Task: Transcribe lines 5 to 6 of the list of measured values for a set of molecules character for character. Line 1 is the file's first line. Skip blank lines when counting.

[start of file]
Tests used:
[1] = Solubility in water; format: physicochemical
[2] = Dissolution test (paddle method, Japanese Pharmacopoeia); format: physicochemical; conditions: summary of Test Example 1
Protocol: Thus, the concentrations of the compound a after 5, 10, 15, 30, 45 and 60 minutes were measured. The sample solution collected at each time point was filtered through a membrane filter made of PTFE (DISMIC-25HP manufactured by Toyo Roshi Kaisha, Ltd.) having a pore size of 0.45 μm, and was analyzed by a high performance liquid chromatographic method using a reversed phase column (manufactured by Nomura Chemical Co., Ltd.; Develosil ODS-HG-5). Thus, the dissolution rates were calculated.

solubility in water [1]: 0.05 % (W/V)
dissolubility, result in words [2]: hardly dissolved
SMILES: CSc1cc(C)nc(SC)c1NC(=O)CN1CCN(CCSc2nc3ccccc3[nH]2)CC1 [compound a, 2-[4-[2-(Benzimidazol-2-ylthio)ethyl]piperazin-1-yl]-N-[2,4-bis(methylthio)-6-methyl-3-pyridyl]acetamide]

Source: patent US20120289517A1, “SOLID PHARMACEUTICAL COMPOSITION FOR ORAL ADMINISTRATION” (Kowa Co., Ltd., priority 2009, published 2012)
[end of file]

solubility in water [1]: 0.05 % (W/V)
dissolubility, result in words [2]: hardly dissolved